how do we respond to fear?

Lord, make us instruments of your peace.

Fear. Courage. Love.

How do we respond in the face of fear?  The terrorist actions in Paris, in Elizabeth 2015-08-13Beirut, in so many places in our world are intended to strike fear into our hearts. And they do a good job of it. Most of us do feel fear, which is absolutely a healthy, natural response to the possibility of one’s world imploding in a split second. We’ve seen many responses in the news and social media coming from a place of fear and playing on that same fear in others.

Fear is a powerful weapon wielded generously by terrorists, politicians and bullies alike, and designed to make us feel small, powerless and insignificant. But just as violence unleashes more violence, so too, acting out of fear simply breeds more fear.  This self-sustaining cycle continues until innocent people are paralyzed and those who—out of their own deep pain, shame, woundedness—are manipulating others using fear tactics, are left to continue wielding more fear and violence.  That is their goal.

While fear is a natural human emotion, choosing how we respond to fear is a God-given gift that we call free will.  It is possible, in the face of fear, to respond with courage. We are called by Love to resist the temptation to give into fear and hatred.  We are called by Love to another way.  This week I was struck by comments I read by former ISIS hostage, Nicholas Henin:  they fear our unity more than our airstrikes.  He continued:

Central to their world view is the belief that communities cannot live together with Muslims, and every day their antennae will be tuned towards finding supporting evidence. The pictures from Germany of people welcoming migrants will have been particularly troubling to them. Cohesion, tolerance – it is not what they want to see.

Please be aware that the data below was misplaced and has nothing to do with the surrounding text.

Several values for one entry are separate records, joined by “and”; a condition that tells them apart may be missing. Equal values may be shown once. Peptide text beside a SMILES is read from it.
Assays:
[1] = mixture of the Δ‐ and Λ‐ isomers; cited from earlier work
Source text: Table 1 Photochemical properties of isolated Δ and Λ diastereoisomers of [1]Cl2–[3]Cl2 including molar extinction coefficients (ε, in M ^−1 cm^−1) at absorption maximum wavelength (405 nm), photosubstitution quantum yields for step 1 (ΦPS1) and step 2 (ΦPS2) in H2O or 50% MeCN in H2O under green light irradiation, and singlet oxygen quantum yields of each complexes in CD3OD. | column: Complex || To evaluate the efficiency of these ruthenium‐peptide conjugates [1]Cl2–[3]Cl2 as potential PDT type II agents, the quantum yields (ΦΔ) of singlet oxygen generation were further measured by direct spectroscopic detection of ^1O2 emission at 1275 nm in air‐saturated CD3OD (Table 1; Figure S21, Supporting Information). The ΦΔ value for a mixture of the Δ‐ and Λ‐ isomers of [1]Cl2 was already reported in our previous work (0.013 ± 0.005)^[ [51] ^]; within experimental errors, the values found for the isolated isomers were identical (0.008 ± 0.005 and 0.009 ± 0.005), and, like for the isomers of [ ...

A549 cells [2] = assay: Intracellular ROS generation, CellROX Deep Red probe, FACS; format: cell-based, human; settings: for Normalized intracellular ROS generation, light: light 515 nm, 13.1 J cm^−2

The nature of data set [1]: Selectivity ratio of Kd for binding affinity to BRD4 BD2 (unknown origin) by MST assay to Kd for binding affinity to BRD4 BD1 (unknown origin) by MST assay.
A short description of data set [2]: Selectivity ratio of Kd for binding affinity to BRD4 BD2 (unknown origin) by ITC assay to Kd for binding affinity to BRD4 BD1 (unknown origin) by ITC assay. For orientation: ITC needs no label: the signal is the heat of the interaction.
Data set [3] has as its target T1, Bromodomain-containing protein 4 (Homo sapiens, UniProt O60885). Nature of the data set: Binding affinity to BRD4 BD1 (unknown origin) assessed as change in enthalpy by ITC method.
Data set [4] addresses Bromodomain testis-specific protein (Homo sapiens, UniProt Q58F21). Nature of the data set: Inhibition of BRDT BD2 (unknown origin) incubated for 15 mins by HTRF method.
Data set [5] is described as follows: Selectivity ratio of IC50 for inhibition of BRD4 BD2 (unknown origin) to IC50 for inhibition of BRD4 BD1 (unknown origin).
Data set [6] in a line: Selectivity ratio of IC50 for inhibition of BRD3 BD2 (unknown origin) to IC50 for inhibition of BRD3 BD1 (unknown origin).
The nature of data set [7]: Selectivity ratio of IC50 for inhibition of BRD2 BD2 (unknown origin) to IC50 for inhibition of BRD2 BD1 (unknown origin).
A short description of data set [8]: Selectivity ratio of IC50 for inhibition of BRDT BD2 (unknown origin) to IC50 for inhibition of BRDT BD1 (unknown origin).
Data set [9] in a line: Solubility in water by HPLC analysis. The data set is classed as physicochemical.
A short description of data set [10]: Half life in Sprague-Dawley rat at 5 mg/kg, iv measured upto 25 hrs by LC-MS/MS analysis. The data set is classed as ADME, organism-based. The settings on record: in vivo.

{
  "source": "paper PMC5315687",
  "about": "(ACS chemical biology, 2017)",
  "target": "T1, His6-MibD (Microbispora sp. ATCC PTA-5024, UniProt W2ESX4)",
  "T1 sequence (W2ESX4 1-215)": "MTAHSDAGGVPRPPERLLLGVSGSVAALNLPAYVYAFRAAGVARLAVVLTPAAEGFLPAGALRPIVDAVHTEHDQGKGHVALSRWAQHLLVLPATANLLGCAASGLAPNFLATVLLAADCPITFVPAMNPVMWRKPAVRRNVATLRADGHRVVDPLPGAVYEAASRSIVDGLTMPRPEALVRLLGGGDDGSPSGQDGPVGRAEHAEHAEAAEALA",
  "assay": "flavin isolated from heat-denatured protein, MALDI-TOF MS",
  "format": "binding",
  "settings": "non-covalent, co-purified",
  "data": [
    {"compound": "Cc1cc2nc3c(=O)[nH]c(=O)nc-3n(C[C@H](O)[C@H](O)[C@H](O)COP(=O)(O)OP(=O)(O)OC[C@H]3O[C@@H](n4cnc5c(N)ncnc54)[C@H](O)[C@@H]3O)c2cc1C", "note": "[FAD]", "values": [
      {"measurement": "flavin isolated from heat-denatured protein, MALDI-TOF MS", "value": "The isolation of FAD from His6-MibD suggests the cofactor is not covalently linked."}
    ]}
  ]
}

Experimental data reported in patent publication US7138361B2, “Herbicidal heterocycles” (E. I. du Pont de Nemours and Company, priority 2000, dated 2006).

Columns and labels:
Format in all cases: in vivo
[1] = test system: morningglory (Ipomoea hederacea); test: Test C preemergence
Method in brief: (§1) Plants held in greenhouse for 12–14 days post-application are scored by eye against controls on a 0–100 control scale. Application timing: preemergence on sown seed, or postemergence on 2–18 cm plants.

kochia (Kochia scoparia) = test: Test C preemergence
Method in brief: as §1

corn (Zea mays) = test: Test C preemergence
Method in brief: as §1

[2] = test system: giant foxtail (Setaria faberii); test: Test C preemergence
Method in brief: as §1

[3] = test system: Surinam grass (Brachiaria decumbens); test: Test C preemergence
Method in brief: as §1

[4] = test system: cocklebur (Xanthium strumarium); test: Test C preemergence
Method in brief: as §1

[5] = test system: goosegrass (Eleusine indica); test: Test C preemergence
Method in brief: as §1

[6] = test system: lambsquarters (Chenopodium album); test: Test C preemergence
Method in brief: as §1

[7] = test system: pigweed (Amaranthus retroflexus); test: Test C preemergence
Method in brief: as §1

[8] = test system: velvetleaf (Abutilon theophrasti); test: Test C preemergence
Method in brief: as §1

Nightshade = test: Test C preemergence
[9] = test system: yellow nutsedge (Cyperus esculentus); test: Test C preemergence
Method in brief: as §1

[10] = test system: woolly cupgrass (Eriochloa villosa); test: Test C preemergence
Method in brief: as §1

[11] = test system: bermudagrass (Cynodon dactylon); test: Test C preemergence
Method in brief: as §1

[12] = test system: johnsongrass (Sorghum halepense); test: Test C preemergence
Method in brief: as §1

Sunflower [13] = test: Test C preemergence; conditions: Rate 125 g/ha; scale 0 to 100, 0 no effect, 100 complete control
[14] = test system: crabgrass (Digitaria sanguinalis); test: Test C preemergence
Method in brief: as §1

There are many examples of people those who choose a different response, one of whom is Francis of Assisi. He lived in a time of great discord and enormous conflict.  His prayer, which I learned by heart as a child, comes not out of an easy place but out of a tumultuous place. As I was reminded by my colleague, Brother Curtis Almquist, recently, when Francis prays to be made an instrument of peace, it is because he is living in a setting where there is no external peace.  Likewise, Francis knew first hand the power of hatred and injury and darkness, while still calling himself and others to sow love, to embrace pardon and to cling to light.  May we cling to this prayer in our time of fear and tumult, responding to God’s call to live life another way:

     Lord, make us instruments of your peace.
       Where there is hatred, let us sow love;
       where there is injury, pardon;
       where there is discord, union;
       where there is doubt, faith;
       where there is despair, hope;
       where there is darkness, light;
       where there is sadness, joy.

     Grant that we may not so much seek to be consoled as to console;
     to be understood as to understand;  to be loved as to love.

     For it is in giving that we receive;
     it is in pardoning that we are pardoned;
     and it is in dying that we are born to eternal life. Amen.

Hope to see you Sunday!